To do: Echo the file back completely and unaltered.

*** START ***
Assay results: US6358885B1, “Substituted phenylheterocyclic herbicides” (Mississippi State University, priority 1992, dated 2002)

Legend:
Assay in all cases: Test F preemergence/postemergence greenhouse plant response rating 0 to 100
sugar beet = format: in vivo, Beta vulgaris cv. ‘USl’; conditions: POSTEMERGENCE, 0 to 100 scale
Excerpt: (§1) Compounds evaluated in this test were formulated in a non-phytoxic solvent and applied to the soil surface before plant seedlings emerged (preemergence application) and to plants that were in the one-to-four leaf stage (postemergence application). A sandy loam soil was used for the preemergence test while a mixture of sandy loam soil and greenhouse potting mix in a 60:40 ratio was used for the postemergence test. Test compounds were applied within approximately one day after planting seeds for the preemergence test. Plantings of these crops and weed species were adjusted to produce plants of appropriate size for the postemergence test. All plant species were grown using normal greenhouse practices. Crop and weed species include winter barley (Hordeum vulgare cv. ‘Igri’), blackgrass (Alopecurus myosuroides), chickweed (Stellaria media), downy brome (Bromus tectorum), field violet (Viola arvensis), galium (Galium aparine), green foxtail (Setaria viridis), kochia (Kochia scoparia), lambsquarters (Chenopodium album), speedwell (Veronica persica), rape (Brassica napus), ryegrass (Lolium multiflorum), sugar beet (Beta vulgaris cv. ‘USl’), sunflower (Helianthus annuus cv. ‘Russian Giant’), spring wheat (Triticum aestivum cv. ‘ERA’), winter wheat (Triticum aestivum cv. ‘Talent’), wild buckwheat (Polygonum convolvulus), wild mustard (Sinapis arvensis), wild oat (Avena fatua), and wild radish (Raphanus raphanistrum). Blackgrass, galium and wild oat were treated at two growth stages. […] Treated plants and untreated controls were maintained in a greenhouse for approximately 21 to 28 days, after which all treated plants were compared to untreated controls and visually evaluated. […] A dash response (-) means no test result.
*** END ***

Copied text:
Assay results: US6358885B1, “Substituted phenylheterocyclic herbicides” (Mississippi State University, priority 1992, dated 2002)

Legend:
Assay in all cases: Test F preemergence/postemergence greenhouse plant response rating 0 to 100
sugar beet = format: in vivo, Beta vulgaris cv. ‘USl’; conditions: POSTEMERGENCE, 0 to 100 scale
Excerpt: (§1) Compounds evaluated in this test were formulated in a non-phytoxic solvent and applied to the soil surface before plant seedlings emerged (preemergence application) and to plants that were in the one-to-four leaf stage (postemergence application). A sandy loam soil was used for the preemergence test while a mixture of sandy loam soil and greenhouse potting mix in a 60:40 ratio was used for the postemergence test. Test compounds were applied within approximately one day after planting seeds for the preemergence test. Plantings of these crops and weed species were adjusted to produce plants of appropriate size for the postemergence test. All plant species were grown using normal greenhouse practices. Crop and weed species include winter barley (Hordeum vulgare cv. ‘Igri’), blackgrass (Alopecurus myosuroides), chickweed (Stellaria media), downy brome (Bromus tectorum), field violet (Viola arvensis), galium (Galium aparine), green foxtail (Setaria viridis), kochia (Kochia scoparia), lambsquarters (Chenopodium album), speedwell (Veronica persica), rape (Brassica napus), ryegrass (Lolium multiflorum), sugar beet (Beta vulgaris cv. ‘USl’), sunflower (Helianthus annuus cv. ‘Russian Giant’), spring wheat (Triticum aestivum cv. ‘ERA’), winter wheat (Triticum aestivum cv. ‘Talent’), wild buckwheat (Polygonum convolvulus), wild mustard (Sinapis arvensis), wild oat (Avena fatua), and wild radish (Raphanus raphanistrum). Blackgrass, galium and wild oat were treated at two growth stages. […] Treated plants and untreated controls were maintained in a greenhouse for approximately 21 to 28 days, after which all treated plants were compared to untreated controls and visually evaluated. […] A dash response (-) means no test result.